Now, onto tonight's treat.  I have had this triple layer brownie in my mind for awhile now but have not had all of the ingredients on hand at one time, until last night.  These brownies were inspired by a triple layer mouse cake that I saw once on Martha Stewart several years back.  I thought it would be great to have 3 different layers in one brownie.  I was hoping for more of a distinction between the dark chocolate and the milk chocolate layers but even without that, they were still absolutely delicious!

The bottom layer is a rich dark chocolate brownie with bittersweet chocolate chips.  The middle is a creamy  milk chocolate brownie with Heath toffee pieces and the top layer is a white chocolate brownie with macadamia nuts.  I then drizzled the rich chocolaty layers with more dark chocolate.  What more can you ask for in one little brownie, it's got something for everyone.  These brownies are definitely a chocolate lovers dream.  Don't get overwhelmed by the list of ingredients.  As long as you have everything out and measured before hand the brownies will come together in a snap.

Triple Threat Brownies

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For the dark chocolate layer

4 Tbs. Butter

4 oz. dark chocolate

½ cup flour

2 Tbs. cocoa powder

¼ tsp. baking powder

¼ tsp. salt

½ cup sugar

1 egg + 1 egg yolk

½ cup dark chocolate chips

For the Milk Chocolate layer

4 Tbs. Butter

4 oz. milk chocolate

½ cup flour

2 Tbs. cocoa powder

¼ tsp. baking powder

¼ tsp. salt

½ cup sugar

1 egg + 1 egg yolk

½ cup toffee bits

For the white chocolate layer

4 Tbs. Butter

4 oz. white chocolate

½ cup flour + 2 Tbs. flour

¼ tsp. baking powder

¼ tsp. salt

½ cup sugar

1 egg + 1 egg white

½ cup macadamia nuts

1. Preheat the oven to 350°. Line a 13x9 pan with foil and spray with cooking spray, set aside. In 3 separate bowls, combine the chocolate and butter for each of the three layers. In another 3 bowls measure out the dry ingredients, excluding the sugar, for each layer.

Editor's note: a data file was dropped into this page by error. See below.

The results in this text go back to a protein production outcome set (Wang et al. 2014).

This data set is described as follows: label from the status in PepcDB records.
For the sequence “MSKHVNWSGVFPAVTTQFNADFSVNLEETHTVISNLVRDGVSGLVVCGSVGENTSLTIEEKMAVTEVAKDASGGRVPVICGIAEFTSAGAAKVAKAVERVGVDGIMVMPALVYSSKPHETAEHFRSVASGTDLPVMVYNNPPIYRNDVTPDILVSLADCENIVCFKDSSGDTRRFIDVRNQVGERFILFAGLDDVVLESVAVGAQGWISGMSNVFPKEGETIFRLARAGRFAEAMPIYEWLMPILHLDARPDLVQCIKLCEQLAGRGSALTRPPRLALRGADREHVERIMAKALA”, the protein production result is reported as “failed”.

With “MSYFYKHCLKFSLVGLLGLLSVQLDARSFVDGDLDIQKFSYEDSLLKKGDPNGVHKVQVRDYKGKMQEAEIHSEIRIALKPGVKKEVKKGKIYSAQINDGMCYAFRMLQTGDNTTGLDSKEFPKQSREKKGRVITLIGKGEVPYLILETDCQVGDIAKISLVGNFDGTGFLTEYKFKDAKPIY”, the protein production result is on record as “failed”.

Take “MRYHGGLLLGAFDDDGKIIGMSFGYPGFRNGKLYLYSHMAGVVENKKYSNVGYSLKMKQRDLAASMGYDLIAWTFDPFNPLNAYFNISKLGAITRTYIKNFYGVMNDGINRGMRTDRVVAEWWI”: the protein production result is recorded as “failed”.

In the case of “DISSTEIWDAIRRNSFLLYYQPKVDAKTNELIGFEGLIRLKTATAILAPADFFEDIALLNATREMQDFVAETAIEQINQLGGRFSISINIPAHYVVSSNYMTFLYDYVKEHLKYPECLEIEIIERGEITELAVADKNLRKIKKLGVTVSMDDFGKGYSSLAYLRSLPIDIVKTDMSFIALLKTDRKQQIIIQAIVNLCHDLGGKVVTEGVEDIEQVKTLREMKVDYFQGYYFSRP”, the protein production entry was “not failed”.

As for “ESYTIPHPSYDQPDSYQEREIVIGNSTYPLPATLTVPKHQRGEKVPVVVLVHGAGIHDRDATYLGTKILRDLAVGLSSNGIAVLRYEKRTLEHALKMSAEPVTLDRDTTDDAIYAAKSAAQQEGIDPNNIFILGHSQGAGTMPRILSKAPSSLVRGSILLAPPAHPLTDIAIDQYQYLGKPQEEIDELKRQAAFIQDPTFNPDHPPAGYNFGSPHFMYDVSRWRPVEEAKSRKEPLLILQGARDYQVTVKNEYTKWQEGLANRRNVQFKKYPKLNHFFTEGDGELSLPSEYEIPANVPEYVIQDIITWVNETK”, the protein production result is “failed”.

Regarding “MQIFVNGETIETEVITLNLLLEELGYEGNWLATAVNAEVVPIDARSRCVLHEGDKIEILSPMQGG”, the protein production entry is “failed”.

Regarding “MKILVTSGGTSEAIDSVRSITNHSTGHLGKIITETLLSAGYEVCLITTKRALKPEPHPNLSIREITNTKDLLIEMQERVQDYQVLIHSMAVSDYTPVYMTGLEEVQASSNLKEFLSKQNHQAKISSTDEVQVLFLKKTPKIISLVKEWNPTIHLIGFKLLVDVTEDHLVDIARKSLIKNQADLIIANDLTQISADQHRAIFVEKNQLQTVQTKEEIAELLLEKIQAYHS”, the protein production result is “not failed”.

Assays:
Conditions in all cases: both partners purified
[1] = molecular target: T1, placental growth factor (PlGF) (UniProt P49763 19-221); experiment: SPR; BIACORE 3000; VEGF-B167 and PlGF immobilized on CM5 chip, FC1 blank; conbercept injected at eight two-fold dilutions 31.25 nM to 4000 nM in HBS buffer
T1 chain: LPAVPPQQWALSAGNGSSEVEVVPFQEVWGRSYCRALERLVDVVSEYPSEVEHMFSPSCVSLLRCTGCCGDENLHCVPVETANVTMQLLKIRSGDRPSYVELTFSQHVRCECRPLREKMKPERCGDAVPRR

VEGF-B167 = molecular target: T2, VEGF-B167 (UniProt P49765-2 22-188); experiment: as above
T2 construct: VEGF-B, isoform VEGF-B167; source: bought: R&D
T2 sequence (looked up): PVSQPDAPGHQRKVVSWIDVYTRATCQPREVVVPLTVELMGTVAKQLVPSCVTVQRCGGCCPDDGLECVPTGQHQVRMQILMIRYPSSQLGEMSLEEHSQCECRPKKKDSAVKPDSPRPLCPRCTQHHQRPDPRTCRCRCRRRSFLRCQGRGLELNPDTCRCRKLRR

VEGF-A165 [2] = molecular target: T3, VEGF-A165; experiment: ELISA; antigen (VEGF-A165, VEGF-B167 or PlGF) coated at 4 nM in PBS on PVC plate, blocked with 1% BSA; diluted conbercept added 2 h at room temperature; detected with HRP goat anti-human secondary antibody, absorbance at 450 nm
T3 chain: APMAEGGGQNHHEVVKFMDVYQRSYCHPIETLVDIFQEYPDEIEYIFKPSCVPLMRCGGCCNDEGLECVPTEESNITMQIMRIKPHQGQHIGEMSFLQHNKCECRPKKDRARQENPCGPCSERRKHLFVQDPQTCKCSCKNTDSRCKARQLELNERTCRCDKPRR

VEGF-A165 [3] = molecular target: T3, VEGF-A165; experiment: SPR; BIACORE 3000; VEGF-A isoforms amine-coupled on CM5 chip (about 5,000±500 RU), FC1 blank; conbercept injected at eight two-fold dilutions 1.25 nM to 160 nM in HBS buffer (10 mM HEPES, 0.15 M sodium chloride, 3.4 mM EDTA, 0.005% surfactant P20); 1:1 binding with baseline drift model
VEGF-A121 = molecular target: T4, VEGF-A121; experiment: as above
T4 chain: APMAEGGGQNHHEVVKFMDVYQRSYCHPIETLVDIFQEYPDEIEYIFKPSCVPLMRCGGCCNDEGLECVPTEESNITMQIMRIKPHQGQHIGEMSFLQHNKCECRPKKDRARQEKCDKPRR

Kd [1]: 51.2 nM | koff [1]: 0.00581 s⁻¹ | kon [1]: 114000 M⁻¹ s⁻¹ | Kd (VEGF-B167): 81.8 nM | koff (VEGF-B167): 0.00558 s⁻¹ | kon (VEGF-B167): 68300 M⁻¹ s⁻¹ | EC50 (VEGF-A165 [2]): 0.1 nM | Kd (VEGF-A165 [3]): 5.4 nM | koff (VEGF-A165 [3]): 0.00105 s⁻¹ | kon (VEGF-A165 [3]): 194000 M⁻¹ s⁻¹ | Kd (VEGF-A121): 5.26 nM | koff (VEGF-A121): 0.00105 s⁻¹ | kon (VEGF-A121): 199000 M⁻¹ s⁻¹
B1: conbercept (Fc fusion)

2. Beginning with the dark chocolate layer, melt the butter and chocolate over a double broiler or in the microwave in 10 second intervals until melted. Remove from heat and stir in the sugar, then the eggs until well combined. Give the dry ingredients a quick stir and dump them into the chocolate mixture. Stir until just combined. Add the chocolate chips and stir to combine. Pour into the bottom of pan and spread out using a slightly damp offset spatula.

3. Continue with the other two layers in the same manner. Be careful when pouring and spreading in the pan so that the layers stay separated.

4. Bake for about 40 minutes or until a toothpick inserted in the center comes out with a few moist crumbs attached. Let cool in pan for about 1 hour then using the foil as handles, carefully remove the brownies from the pan and continue to cool in the fridge until well chilled, this helps when cutting. Cut into squares and drizzle with more melted dark chocolate if desired.

Wednesday, November 5, 2008

Homemade Ricotta

Kristen's Food November 2008 017

I saw a recipe  homemade ricotta a few months ago and it has been in the back of my mind as something to try.  Lately I've had this hankering for some lasagna and thought that this would be a great time to try my hand at cheese making.  As far as cheese go, ricotta couldn't be simpler.  It doesn't require rennet or any special equipment aside from some cheesecloth and can be made in about 15 minutes, from start to finish.  It can also be seasoned in a variety of ways from sweet to savory.  The ricotta turned out perfect with a soft slightly grainy texture and a very mild flavor that tasted great once salted.  I would love to make another batch and mix in some honey and toasted walnuts and spread on a toasted baguette or make a ricotta cake.  There are just so many options for this mild and versatile cheese.

For the lasagna, I added a little olive oil and some basil and rosemary to the ricotta for flavor.   I loaded the lasagna with roasted eggplant, zucchini, portobello mushrooms and carrots.  Topped the noodles with a homemade marinara and smothered the whole thing with a tangy provolone cheese.  It may not have been my husbands favorite, due to the veggies, but for me it was heaven and way better than any Italian restaurant.  I actually threw this whole thing together, including the cheese making in about an hour.  Not bad for a delicious meal that was almost completely made from scratch, next time I'll have to make the pasta too.

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Homemade Ricotta

From the NY Times

2 quarts milk, preferably whole

2 cups buttermilk

1.  Line a colander with 4 layers of cheesecloth and set in the sink or over a bowl.

2.   Heat the milk and buttermilk in a large stockpot over high heat stirring constantly, scraping the bottom of the pan, to prevent scorching.  When the milk reaches about 170° the curds will separate form the liquid.  the milk will look like a cloudy water with very small curds mixed throughout.  Turn off the heat and pour the mixture into the cheesecloth and let drain for about 5 minutes.  Then gather the edges of the cheesecloth and gently pull together to remove any excess liquid.  Do not squeeze unless you want a drier ricotta.  Let drain for a few more minutes and season to taste.